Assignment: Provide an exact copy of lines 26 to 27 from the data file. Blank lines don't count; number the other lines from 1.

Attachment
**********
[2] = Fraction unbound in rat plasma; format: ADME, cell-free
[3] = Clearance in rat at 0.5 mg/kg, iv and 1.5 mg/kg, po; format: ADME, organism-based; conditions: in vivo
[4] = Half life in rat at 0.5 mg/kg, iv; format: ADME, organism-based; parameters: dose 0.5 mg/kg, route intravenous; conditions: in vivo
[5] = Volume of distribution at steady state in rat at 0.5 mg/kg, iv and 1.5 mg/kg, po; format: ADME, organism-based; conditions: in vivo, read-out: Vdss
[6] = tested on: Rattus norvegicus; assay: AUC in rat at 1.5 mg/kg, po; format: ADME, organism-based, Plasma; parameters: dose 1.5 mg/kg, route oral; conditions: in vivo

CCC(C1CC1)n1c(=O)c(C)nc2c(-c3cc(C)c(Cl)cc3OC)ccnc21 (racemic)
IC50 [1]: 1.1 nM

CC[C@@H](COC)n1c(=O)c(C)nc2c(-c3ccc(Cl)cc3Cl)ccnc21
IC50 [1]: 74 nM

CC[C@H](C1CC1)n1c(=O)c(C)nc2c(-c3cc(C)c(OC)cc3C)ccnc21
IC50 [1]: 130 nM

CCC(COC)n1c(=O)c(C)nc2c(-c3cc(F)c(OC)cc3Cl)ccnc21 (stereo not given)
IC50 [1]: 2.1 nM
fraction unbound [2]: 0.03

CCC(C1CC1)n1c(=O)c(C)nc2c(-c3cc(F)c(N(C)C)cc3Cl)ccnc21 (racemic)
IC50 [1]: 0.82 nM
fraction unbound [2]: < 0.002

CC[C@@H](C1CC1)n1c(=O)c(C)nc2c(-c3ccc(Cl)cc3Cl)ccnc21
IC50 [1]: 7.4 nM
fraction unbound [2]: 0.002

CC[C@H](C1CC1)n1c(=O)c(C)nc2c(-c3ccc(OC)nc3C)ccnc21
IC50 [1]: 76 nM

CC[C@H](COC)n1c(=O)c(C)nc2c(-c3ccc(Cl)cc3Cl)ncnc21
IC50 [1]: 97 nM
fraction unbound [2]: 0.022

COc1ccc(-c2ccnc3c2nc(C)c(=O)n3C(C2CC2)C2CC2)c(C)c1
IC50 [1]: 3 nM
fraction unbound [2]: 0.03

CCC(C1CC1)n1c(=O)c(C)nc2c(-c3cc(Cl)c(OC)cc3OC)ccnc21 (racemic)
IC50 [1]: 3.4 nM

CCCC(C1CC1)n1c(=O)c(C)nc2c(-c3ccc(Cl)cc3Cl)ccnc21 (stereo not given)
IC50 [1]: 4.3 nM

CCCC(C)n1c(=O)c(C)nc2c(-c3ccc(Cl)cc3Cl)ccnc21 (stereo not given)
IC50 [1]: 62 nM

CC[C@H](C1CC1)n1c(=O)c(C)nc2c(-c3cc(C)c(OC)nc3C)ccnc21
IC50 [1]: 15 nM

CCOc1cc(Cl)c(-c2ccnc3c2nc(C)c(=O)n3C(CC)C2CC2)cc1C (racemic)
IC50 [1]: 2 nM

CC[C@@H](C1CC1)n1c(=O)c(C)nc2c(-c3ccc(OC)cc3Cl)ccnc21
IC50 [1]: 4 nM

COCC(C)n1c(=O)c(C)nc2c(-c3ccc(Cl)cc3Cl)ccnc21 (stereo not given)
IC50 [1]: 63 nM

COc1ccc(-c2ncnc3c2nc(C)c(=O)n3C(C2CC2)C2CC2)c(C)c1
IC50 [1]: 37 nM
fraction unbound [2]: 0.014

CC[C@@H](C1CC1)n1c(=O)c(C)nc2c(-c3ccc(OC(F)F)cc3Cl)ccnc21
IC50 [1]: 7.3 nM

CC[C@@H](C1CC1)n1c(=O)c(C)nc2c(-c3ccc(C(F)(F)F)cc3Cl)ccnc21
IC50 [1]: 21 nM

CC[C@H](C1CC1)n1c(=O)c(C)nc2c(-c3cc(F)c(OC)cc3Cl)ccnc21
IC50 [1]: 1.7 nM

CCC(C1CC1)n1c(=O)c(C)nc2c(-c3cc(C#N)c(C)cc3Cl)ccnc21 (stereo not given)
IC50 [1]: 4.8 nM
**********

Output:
COc1ccc(-c2ccnc3c2nc(C)c(=O)n3C(C2CC2)C2CC2)c(C)c1
IC50 [1]: 3 nM